this tool provides a framework for intervention to help the patient with unhealthy alcohol use if they are interested in reducing or stopping their alcohol consumption this tool can also help identify patients who may have an alcohol use disorder the CAGE-AID is a four question screening tool which many of you have learned over and over again and which stands for Cut down Annoyed Guilty and Eye-opener so the questions are have you ever wanted to cut down drinking or do others get annoyed at your drinking do you feel guilty about drinking and do you take an eye-opener drink in the morning
these CAGE-AID questions are yes or no questions and a yes answer to any of the questions May indicate a possible alcohol use disorder that would need further testing and possible intervention If you would like more information in implementing the SBIRT screening in your practice we encourage you to use our modules on Integrating SUD Treatment into a Primary Care Practice and the SBIRT module for more information about the best practices and additional screening tools it's important to be aware of where the various levels of care are located in your community or region this slide starts with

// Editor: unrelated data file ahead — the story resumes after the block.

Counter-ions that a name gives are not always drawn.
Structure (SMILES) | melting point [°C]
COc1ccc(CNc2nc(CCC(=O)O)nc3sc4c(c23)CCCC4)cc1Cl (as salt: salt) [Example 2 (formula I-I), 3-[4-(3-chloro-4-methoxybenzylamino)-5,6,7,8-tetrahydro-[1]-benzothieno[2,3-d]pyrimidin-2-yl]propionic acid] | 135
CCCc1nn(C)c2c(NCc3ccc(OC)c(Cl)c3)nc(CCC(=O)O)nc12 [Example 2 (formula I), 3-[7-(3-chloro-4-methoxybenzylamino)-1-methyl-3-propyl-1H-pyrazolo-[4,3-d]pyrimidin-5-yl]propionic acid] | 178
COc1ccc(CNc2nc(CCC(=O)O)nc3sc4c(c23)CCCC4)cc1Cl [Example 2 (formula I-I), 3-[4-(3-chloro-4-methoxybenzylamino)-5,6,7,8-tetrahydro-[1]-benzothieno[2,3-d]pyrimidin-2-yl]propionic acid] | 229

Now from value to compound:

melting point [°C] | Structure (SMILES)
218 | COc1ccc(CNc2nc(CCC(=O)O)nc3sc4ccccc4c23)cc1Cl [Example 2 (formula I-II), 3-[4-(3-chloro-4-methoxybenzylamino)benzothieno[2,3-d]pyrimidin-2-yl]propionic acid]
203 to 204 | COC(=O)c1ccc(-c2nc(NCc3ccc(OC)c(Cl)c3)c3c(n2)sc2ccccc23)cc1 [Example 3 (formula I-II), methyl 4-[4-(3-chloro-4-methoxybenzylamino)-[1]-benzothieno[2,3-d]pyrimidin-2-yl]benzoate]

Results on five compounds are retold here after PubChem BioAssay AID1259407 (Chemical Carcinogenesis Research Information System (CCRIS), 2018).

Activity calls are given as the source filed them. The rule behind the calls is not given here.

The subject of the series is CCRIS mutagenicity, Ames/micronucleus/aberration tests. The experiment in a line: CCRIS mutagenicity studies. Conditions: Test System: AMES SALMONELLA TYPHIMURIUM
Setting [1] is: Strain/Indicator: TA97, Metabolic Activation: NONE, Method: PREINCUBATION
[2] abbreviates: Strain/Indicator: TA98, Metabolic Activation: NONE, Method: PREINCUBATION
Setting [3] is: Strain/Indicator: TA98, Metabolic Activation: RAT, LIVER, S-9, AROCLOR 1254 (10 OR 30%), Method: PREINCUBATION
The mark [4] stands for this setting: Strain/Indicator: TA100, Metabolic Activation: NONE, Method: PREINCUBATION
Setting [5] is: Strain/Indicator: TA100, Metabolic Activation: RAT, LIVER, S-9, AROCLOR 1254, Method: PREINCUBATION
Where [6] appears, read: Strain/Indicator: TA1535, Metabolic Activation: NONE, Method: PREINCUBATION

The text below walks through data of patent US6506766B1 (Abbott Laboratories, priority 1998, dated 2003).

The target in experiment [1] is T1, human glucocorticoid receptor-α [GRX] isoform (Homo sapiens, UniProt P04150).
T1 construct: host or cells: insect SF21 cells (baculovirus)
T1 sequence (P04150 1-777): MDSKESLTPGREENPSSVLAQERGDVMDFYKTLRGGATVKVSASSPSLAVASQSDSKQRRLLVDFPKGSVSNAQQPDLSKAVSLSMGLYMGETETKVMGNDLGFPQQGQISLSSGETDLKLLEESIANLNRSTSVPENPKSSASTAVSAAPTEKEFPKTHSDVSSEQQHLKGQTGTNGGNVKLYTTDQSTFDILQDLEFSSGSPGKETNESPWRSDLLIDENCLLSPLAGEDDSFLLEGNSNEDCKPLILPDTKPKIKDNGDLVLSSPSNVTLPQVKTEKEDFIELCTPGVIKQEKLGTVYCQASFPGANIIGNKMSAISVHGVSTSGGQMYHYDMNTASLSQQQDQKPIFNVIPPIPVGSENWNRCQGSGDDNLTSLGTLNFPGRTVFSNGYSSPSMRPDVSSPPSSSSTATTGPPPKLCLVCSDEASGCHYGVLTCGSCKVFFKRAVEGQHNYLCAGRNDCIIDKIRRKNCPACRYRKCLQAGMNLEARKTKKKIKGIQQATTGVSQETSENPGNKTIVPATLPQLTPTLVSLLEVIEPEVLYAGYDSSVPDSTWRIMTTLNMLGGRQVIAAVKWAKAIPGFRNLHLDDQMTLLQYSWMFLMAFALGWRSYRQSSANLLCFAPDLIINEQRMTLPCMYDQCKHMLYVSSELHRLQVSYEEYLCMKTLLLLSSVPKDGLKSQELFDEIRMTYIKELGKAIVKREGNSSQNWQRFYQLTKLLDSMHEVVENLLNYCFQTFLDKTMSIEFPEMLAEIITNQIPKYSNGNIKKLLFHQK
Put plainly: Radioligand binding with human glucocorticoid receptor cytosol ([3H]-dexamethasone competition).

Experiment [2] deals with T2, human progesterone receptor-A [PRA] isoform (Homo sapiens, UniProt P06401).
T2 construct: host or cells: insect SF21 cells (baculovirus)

family intervention or referral to self-help groups and then can progress to a substance use evaluation substance use evaluation is what is often done by agencies that specialize in substance use disorder treatment then the patient can be referred to stabilization programs formerly referred to as detox programs and also outpatient treatment or inpatient treatment depending on what's available in your location there are many different forms of mandated treatment so sometimes people are mandated to go through treatment and substance use disorder treatment providers work with patients with